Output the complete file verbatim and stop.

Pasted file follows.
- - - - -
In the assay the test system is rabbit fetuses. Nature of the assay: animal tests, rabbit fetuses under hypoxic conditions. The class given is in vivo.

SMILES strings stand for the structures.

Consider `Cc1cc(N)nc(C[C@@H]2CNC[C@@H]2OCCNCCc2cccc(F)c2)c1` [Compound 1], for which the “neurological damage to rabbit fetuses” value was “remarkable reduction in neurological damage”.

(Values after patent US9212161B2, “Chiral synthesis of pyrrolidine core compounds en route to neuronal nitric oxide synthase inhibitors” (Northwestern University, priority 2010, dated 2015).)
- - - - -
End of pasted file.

In the assay the test system is rabbit fetuses. Nature of the assay: animal tests, rabbit fetuses under hypoxic conditions. The class given is in vivo.

SMILES strings stand for the structures.

Consider `Cc1cc(N)nc(C[C@@H]2CNC[C@@H]2OCCNCCc2cccc(F)c2)c1` [Compound 1], for which the “neurological damage to rabbit fetuses” value was “remarkable reduction in neurological damage”.

(Values after patent US9212161B2, “Chiral synthesis of pyrrolidine core compounds en route to neuronal nitric oxide synthase inhibitors” (Northwestern University, priority 2010, dated 2015).)